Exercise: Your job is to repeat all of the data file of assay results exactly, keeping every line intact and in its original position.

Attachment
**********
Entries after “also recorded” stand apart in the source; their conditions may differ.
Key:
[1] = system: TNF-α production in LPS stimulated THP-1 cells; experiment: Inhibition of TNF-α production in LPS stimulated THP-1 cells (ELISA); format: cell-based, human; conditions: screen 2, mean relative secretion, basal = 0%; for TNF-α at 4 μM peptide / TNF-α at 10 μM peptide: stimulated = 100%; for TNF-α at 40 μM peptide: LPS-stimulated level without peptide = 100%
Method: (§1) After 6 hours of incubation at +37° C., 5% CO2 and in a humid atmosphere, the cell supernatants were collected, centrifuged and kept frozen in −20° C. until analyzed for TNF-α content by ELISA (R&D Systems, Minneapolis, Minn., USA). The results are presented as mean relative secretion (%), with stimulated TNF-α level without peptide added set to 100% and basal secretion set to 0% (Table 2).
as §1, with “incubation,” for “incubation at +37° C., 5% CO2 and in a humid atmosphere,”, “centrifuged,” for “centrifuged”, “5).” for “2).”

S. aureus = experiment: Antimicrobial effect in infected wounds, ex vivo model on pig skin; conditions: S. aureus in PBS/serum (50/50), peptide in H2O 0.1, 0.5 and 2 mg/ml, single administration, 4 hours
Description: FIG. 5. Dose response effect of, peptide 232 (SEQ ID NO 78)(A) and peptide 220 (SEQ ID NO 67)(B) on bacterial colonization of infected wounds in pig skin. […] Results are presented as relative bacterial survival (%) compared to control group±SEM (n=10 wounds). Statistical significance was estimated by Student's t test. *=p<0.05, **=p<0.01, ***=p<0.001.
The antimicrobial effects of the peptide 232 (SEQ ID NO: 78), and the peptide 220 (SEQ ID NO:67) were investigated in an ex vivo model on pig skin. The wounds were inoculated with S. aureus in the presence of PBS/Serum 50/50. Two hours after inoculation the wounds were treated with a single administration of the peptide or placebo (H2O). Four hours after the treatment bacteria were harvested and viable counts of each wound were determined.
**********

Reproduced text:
Entries after “also recorded” stand apart in the source; their conditions may differ.
Key:
[1] = system: TNF-α production in LPS stimulated THP-1 cells; experiment: Inhibition of TNF-α production in LPS stimulated THP-1 cells (ELISA); format: cell-based, human; conditions: screen 2, mean relative secretion, basal = 0%; for TNF-α at 4 μM peptide / TNF-α at 10 μM peptide: stimulated = 100%; for TNF-α at 40 μM peptide: LPS-stimulated level without peptide = 100%
Method: (§1) After 6 hours of incubation at +37° C., 5% CO2 and in a humid atmosphere, the cell supernatants were collected, centrifuged and kept frozen in −20° C. until analyzed for TNF-α content by ELISA (R&D Systems, Minneapolis, Minn., USA). The results are presented as mean relative secretion (%), with stimulated TNF-α level without peptide added set to 100% and basal secretion set to 0% (Table 2).
as §1, with “incubation,” for “incubation at +37° C., 5% CO2 and in a humid atmosphere,”, “centrifuged,” for “centrifuged”, “5).” for “2).”

S. aureus = experiment: Antimicrobial effect in infected wounds, ex vivo model on pig skin; conditions: S. aureus in PBS/serum (50/50), peptide in H2O 0.1, 0.5 and 2 mg/ml, single administration, 4 hours
Description: FIG. 5. Dose response effect of, peptide 232 (SEQ ID NO 78)(A) and peptide 220 (SEQ ID NO 67)(B) on bacterial colonization of infected wounds in pig skin. […] Results are presented as relative bacterial survival (%) compared to control group±SEM (n=10 wounds). Statistical significance was estimated by Student's t test. *=p<0.05, **=p<0.01, ***=p<0.001.
The antimicrobial effects of the peptide 232 (SEQ ID NO: 78), and the peptide 220 (SEQ ID NO:67) were investigated in an ex vivo model on pig skin. The wounds were inoculated with S. aureus in the presence of PBS/Serum 50/50. Two hours after inoculation the wounds were treated with a single administration of the peptide or placebo (H2O). Four hours after the treatment bacteria were harvested and viable counts of each wound were determined.